UAB School of Nursing awarded prestigious R01 grant to study infants born preterm

A five-year, $1.72 million grant will help researchers to identify the role of testosterone and cortisol in health and development of preterm infants and find a measure that will reliably predict those infants most at risk for problems later.

june choJune Cho, Ph.D., assistant professor in the University of Alabama at Birmingham’s School of Nursing, has been awarded a five-year, $1.72 million R01 grant from the National Institute of Child Health and Development for her proposal “Testosterone and Cortisol Levels in Infant Health and Development.”

The grant will enable Cho and her research team to address the health and developmental problems that result when infants are born preterm — gestational age shorter than 34 weeks —and at a very low birth weight (VLBW; birth weight less than 1,500 grams).

“Despite great progress in the field of obstetrics, the rate of infants’ being born preterm has been higher in the United States compared to other countries,” Cho said. “The VLBW infants often suffer from negative health and developmental outcomes already at birth that extend into childhood and beyond. These problems occur more frequently and with greater severity in boys than in girls.”

As part of her research, Cho will measure the levels of testosterone and cortisol concurrently in mother-VLBW infant pairs.

Cho believes that high levels of these hormones will be associated with more health problems, more difficulty in mother-infant interactions and more developmental problems later in the childhood.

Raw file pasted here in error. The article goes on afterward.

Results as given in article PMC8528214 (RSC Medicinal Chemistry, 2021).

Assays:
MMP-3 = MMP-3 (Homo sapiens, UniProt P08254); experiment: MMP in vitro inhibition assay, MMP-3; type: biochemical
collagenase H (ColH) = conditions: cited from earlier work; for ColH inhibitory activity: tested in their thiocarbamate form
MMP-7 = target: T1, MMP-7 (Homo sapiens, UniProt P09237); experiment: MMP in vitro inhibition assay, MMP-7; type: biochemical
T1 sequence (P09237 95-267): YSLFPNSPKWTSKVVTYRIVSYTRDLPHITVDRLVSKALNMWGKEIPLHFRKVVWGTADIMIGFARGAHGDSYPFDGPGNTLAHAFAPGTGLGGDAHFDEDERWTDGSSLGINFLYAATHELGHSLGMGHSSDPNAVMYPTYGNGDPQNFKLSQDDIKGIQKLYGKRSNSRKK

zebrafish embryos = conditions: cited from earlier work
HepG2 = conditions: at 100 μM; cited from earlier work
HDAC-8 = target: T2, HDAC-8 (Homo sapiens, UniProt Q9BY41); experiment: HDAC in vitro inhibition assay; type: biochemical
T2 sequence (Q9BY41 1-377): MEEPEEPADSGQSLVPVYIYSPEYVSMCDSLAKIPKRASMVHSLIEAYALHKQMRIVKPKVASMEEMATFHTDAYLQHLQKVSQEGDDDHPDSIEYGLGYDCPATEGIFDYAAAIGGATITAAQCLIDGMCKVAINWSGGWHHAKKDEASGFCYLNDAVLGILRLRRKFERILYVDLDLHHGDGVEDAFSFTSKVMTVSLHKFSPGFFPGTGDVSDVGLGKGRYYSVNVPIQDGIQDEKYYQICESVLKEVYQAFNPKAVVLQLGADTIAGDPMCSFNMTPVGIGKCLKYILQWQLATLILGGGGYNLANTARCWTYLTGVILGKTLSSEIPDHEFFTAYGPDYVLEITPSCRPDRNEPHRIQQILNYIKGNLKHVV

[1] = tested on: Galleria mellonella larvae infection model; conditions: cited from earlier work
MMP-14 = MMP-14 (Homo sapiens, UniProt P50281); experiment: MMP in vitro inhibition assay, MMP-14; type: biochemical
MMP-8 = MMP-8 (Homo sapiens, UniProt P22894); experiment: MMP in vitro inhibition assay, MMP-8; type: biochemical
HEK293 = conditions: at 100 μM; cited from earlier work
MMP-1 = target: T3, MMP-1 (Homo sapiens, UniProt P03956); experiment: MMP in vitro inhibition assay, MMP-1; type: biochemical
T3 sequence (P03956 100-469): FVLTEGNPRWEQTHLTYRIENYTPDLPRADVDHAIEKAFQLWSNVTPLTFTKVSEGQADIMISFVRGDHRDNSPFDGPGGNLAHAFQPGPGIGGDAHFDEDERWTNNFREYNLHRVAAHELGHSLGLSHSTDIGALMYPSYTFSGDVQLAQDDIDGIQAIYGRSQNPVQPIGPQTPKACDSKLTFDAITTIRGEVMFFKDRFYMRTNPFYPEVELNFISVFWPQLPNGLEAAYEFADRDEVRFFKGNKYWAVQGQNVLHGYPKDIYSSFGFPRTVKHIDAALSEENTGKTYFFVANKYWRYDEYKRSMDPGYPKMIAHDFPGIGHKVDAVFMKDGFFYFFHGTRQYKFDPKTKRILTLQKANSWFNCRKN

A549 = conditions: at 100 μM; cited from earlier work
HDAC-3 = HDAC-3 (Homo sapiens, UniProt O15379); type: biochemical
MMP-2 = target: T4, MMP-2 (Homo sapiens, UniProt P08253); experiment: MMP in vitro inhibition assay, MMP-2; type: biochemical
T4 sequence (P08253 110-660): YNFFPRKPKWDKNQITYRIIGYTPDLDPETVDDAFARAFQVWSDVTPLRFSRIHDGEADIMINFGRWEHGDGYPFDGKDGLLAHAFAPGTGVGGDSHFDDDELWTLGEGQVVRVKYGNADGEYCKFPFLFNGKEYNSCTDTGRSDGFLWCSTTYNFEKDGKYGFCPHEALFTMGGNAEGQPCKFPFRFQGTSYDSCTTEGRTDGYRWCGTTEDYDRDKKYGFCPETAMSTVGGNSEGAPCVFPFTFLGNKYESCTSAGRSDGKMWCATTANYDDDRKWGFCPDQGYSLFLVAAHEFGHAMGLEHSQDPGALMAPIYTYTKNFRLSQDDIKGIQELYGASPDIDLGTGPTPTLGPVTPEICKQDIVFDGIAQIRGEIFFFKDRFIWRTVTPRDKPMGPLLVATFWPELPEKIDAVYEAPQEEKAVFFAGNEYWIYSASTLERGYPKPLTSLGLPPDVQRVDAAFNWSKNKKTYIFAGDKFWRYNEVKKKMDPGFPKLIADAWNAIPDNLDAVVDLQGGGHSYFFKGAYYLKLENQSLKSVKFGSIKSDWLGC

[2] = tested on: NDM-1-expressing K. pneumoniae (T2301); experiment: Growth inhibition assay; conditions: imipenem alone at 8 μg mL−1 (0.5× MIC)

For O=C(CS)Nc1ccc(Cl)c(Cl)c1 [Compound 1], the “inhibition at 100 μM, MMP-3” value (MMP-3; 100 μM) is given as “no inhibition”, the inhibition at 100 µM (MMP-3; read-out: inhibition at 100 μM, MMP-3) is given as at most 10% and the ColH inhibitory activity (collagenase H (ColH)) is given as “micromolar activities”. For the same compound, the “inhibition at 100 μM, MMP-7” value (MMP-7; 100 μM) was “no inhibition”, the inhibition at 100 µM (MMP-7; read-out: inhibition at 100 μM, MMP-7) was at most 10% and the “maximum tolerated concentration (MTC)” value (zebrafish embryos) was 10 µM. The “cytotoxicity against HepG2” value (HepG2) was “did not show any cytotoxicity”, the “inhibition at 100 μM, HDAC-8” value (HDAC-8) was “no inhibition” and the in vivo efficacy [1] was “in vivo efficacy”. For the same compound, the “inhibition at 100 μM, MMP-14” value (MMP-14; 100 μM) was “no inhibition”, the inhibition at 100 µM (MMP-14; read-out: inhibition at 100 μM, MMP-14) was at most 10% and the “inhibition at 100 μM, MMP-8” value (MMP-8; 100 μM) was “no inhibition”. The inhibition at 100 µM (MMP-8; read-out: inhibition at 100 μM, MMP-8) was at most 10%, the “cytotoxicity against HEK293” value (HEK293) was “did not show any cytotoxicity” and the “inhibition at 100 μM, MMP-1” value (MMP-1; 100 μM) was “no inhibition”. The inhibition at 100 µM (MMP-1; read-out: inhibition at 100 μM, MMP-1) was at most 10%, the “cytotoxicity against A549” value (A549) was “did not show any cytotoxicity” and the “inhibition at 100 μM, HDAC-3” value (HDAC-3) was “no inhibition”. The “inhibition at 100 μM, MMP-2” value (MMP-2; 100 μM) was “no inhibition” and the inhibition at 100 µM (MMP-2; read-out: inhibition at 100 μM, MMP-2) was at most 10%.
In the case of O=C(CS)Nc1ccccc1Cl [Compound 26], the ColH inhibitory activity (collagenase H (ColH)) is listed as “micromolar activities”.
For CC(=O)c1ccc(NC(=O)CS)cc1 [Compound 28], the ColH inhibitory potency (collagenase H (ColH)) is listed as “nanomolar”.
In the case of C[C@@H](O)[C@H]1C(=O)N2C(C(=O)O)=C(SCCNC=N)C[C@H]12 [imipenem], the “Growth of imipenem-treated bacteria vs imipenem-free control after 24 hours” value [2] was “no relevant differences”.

Cho plans to examine 190 VLBW infants at frequent intervals from birth to age 2, using a number of tests to measure medical, social and developmental outcomes and hormone levels. She will also perform regular videotaped observations of the mother and infant as they interact.  

“Our ultimate goal is to identify the role of testosterone and cortisol in health and development of VLBW preterm infants. We will be able to develop an intervention for emotionally at-risk mothers and their medically at-risk infants as well as to develop a screening tool for infants who are at developmental and behavioral risks, including autism spectrum disorder.”

“Our goal is to find a measure that will reliably predict those infants most at risk for later problems,” Cho said. “Our ultimate goal is to identify the role of testosterone and cortisol in health and development of VLBW preterm infants. We will be able to develop an intervention for emotionally at-risk mothers and their medically at-risk infants as well as to develop a screening tool for infants who are at developmental and behavioral risks, including autism spectrum disorder.”

An R01 grant is the original and historically oldest grant mechanism used by the National Institutes of Health. It provides support for health-related research and development based on the mission of the NIH. The R01 mechanism allows an investigator to define the scientific focus or objective of the research based on a particular area of interest and competence.

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